• A similar certification, covering the entire shipment, must be issued after loading.
• Shippers are responsible for providing detailed cargo information and emergency response procedures.
• Cargo loading or transfer is prohibited during rain, and hatches not in use should remain shut.
• Acceptance of cargo is contingent on it not exceeding 65°C, staying within moisture limits, and having a permissible amount of fines.
• Monitoring and logging of cargo temperatures are mandatory during the loading phase.
• Cargo trimming should align with the Code’s specified guidelines.
• Tanks adjacent to the cargo, except double-bottom ones, should remain vacant throughout the journey.
• Ensuring the ship’s weather tightness for the duration of the voyage is imperative.
• Cargo’s bilge wells need to be kept clean, dry, and safeguarded against cargo seepage.
• Protective measures against cargo dust should be implemented to safeguard personnel and equipment.
• “NO SMOKING” signs must be displayed during cargo handling, with no exposure to naked flames or other potential ignition sources.
• Entering cargo spaces, which might be oxygen-depleted or have flammable air, necessitates appropriate safety measures.
• The ship must be equipped with detectors capable of measuring hydrogen levels in oxygen-deficient and flammable environments.
• Regular checks of cargo temperatures and hydrogen levels in the hold atmospheres are required throughout the voyage.
• Immediate safety measures must be adopted if hydrogen levels surpass 1% or cargo temperatures rise above 65°C, with expert consultation if needed.
• Regular inspections of bilge wells for water presence are crucial.
• Documentation of temperature, hydrogen, and oxygen readings should be maintained on board for two years.
• Hydrogen levels in the holds must be assessed before opening the hatch covers.


DRI (A), Briquettes, Hot-Moulded

• The cargo’s moisture content must not exceed 1 percent.
• Briquettes should be intact and predominantly whole; the inclusion of fines is not allowed.
• Fines should constitute no more than 5 percent of the cargo’s total weight.
• Inspections and tests are required for weather deck closures and hatch covers to confirm their integrity and weather tightness.
• Surface ventilation should be carried out as needed, ensuring air does not flow directly into the cargo. If mechanical ventilation is utilized, fans must be explosion-proof and designed to prevent sparks. Protective wire mesh guards are required over both inlet and outlet ventilation openings, and care should be taken to prevent escape gases from entering living areas.
• During offloading, only a light mist of fresh water may be applied to the cargo if it is destined for open-air storage.

DRI (B), Lumps, Pellets, Cold-Moulded Briquettes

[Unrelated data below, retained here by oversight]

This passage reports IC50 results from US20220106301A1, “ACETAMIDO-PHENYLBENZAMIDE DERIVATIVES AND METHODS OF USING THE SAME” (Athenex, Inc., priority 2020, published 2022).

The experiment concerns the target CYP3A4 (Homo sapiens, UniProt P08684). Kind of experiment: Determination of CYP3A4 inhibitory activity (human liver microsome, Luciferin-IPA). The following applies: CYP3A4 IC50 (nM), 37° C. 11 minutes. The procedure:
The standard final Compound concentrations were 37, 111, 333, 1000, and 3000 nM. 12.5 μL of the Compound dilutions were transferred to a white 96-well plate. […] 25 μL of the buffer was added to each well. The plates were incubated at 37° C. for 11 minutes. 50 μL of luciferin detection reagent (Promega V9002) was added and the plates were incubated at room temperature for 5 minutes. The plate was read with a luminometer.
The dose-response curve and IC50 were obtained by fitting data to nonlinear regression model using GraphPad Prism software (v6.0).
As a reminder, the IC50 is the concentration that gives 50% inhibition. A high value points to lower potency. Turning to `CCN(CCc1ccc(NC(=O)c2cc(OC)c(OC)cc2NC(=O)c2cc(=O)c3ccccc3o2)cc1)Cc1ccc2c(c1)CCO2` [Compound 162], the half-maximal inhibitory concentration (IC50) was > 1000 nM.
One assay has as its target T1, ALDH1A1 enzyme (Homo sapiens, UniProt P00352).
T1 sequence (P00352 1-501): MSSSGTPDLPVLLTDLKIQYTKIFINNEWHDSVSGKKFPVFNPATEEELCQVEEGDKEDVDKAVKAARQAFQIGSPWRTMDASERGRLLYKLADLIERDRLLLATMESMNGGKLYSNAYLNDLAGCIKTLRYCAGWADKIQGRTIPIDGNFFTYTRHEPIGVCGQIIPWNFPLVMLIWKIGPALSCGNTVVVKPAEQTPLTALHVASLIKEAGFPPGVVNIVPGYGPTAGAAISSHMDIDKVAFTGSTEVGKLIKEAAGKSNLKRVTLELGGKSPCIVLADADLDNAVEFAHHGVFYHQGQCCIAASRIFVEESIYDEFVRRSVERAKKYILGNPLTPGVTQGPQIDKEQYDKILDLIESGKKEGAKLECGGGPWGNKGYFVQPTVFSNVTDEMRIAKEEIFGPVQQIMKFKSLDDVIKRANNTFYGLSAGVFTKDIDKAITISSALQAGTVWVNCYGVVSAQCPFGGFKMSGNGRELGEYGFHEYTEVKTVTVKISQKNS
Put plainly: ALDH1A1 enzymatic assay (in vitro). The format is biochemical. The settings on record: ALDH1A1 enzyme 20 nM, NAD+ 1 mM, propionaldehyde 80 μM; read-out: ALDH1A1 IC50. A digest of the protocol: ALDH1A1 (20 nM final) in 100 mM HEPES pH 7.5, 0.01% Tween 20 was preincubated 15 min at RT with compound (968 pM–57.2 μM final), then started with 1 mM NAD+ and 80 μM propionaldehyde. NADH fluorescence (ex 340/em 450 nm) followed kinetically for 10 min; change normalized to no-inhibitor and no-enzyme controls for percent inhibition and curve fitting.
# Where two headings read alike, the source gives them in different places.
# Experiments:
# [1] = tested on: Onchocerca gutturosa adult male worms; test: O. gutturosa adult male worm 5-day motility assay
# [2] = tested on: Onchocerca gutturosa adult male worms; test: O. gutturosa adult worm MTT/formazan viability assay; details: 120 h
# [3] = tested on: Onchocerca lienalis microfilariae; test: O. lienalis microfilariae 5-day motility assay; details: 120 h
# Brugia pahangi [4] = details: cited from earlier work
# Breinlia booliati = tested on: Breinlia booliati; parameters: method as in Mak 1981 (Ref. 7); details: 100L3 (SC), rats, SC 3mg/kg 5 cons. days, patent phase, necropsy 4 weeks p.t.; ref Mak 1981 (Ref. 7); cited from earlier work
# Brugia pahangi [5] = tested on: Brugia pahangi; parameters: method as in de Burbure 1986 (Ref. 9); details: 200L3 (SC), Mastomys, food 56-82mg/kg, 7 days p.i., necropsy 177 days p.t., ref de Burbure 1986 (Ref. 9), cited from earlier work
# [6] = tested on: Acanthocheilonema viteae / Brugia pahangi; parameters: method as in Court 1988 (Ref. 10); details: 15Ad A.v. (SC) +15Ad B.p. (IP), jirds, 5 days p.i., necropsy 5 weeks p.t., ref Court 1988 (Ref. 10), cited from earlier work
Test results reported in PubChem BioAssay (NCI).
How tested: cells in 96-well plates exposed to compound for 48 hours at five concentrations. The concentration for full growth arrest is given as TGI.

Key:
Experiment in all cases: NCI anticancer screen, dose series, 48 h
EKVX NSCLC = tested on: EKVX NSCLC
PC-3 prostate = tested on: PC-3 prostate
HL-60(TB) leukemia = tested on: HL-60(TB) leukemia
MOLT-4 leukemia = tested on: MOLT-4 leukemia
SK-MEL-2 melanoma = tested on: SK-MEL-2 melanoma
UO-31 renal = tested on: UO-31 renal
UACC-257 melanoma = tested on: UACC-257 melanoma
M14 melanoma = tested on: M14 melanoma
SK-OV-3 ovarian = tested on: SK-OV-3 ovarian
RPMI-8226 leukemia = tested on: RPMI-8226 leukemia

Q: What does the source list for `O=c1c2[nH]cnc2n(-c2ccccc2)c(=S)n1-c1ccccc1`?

• Particle sizes in the cargo should range between 6.35mm and 25mm, with fines constituting no more than 5% of the total weight.
• The shipper’s certificate must indicate the manufacturing date for each batch of cargo.
• The post-loading certificate must verify that the moisture content did not surpass the allowed limit.
• The cargo should either be aged for a minimum of three days or treated to reduce its reactivity to a similar extent.
• The cargo must remain dry at all times; any cargo that becomes wet or is known to have been wet should not be loaded.
• Loading conveyors need to be dry before use.
• Weather tightness of hatch covers and closures must be verified through an ultrasonic test or a similar method before loading.
• Moisture content should not exceed 0.3% by weight and must be monitored during the loading process.
• Cargo that becomes wet or starts reacting after being loaded must be promptly removed.
• Minimizing briquette and lump breakage is crucial, and adding fines is not allowed.
• Transportation should only occur under an inert gas blanket.
• Before loading, arrangements should be made to introduce dry inert gas, preferably nitrogen, at the tank top level, ensuring all vents and openings are sealed.
• After loading, cargo spaces should be immediately closed and filled with enough inert gas to maintain an oxygen level below 5%.
• The ship must have the capability to accurately measure temperatures within the stow and track hydrogen and oxygen concentrations in the cargo space, minimizing inert atmosphere loss.
• Oxygen levels must be kept below 5% throughout the voyage, with provisions for topping up inert gas as needed (excluding the ship’s CO2 fire-fighting system).
• Departure is contingent upon the master and a qualified person affirming that all cargo spaces are properly sealed and inerted, cargo temperatures are stable and below 65°C, and hydrogen concentration is under 0.2% by volume.
• Cargo spaces should be kept tightly sealed with the inert condition maintained for the entire journey.
• The ship should be equipped with a device capable of measuring oxygen in flammable atmospheres.
• Oxygen levels need to be checked regularly throughout the voyage.
• Cargo handling operations must be halted during rain, and holds with cargo should be closed.